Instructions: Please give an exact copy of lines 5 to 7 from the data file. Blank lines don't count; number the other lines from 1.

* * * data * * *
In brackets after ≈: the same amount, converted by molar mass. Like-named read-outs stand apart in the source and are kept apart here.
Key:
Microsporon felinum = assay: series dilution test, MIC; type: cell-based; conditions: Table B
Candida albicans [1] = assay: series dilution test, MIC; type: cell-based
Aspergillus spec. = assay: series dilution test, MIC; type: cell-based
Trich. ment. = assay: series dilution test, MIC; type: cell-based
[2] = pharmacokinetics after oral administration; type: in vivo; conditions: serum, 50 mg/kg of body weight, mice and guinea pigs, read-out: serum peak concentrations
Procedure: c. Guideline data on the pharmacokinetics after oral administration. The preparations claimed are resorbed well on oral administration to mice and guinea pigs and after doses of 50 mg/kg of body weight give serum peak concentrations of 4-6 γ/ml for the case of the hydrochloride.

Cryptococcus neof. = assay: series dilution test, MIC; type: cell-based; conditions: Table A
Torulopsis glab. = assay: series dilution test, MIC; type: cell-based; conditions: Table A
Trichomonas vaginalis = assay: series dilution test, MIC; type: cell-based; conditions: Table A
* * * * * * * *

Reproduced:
Aspergillus spec. = assay: series dilution test, MIC; type: cell-based
Trich. ment. = assay: series dilution test, MIC; type: cell-based
[2] = pharmacokinetics after oral administration; type: in vivo; conditions: serum, 50 mg/kg of body weight, mice and guinea pigs, read-out: serum peak concentrations